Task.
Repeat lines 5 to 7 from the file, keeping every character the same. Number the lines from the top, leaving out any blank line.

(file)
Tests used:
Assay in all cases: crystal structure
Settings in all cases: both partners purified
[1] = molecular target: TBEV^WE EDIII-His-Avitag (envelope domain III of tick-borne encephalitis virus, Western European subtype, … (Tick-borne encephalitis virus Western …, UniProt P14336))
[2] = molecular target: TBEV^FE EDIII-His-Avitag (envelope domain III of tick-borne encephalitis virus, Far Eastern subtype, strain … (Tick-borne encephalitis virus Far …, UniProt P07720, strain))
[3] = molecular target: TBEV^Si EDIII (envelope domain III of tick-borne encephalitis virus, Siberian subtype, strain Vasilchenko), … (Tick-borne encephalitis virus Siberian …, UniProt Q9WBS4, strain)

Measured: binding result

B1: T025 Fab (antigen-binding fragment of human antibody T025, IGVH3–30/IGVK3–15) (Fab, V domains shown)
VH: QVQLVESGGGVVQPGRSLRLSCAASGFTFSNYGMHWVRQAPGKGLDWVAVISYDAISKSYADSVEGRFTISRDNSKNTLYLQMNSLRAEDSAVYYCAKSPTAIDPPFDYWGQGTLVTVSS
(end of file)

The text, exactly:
[2] = molecular target: TBEV^FE EDIII-His-Avitag (envelope domain III of tick-borne encephalitis virus, Far Eastern subtype, strain … (Tick-borne encephalitis virus Far …, UniProt P07720, strain))
[3] = molecular target: TBEV^Si EDIII (envelope domain III of tick-borne encephalitis virus, Siberian subtype, strain Vasilchenko), … (Tick-borne encephalitis virus Siberian …, UniProt Q9WBS4, strain)

Measured: binding result